School influences

The prevalence of delinquency among students varies dramatically between different secondary schools, as Power et al.(2D showed over 30 years ago in London. Characteristics of high delinquency rate schools are well known. For example, such schools have high levels of distrust between teachers and students, low commitment to school by students, and unclear and inconsistently enforced rules. However, what is far less clear is how much of the variation between schools should be attributed to differences in school organization, climate, and practices, and how much to differences in the composition of the student body.

In the Cambridge Study, the effects of secondary schools on delinquency were investigated by following boys from their primary schools to their secondary schools. The best primary school predictor of juvenile delinquency was the rating of the boy's troublesomeness at the age of 8 to 10 years by peers and teachers, showing the continuity in antisocial behaviour. The secondary schools differed dramatically in their official delinquency rates, from one school with 21 court appearances per 100 boys per year to another where the corresponding figure was only 0.3. Moreover, going to a high delinquency rate secondary school was a significant predictor of later convictions. It was, however, very noticeable that the most troublesome boys tended to go to the high delinquency rate schools, while the least troublesome boys tended to go to the low delinquency rate schools. Furthermore, most of the variation between schools in their delinquency rates could be explained by differences in their intakes of troublesome boys. The secondary schools themselves had only a very small effect on the boys' offending.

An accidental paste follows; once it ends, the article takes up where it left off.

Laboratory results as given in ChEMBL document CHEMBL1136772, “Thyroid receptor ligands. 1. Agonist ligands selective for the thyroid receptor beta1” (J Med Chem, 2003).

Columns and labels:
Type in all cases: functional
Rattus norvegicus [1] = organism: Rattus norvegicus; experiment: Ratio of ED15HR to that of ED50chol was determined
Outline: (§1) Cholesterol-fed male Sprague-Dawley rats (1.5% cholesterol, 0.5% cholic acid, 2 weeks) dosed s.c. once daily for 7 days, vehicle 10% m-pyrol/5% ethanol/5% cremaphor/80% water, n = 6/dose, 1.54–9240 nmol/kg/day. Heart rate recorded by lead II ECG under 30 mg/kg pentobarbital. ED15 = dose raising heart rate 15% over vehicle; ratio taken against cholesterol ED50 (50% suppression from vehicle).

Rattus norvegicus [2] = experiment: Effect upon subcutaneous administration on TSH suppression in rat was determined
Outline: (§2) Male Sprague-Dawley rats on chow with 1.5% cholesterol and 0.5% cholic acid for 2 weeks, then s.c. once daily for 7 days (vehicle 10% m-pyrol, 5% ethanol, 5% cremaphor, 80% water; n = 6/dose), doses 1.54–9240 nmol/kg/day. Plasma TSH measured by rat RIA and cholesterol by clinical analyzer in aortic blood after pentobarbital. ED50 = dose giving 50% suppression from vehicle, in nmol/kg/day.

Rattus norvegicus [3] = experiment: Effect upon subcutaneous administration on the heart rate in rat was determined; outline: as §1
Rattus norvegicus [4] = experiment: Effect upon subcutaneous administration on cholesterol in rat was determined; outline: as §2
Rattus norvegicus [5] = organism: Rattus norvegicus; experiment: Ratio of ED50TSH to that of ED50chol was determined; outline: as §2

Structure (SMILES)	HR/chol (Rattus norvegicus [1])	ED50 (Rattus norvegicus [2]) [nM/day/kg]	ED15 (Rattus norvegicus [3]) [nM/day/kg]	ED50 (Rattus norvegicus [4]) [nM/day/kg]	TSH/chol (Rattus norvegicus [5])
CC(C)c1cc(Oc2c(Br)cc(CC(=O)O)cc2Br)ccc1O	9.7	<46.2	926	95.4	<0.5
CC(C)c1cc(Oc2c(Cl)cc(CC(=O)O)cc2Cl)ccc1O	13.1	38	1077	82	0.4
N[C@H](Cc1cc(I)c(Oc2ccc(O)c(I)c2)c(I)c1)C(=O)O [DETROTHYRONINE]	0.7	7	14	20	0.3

The most famous study of school effects on delinquency was also carried out in London, by Rutter et a/.(,28> They studied 12 comprehensive schools, and again found big differences in official delinquency rates between them. High delinquency rate schools tended to have high truancy rates, low ability pupils, and low social class parents. However, the differences between the schools in delinquency rates could not be entirely explained by differences in the social class and verbal reasoning scores of the pupils at intake (aged 11 years). Therefore, they must have been caused by some aspect of the schools themselves or by other, unmeasured factors.

In trying to discover which aspects of schools might be encouraging or inhibiting offending, Rutter et al.(28 found that the main school factors that were associated with delinquency were a high amount of punishment and a low amount of praise given by teachers in class. Unfortunately, it is difficult to know whether much punishment and little praise are causes or consequences of antisocial school behaviour, which in turn may be linked to offending outside school. In regard to other outcome measures, they argued that an academic emphasis, good classroom management, the careful use of praise and punishment, and student participation were important features of successful schools.

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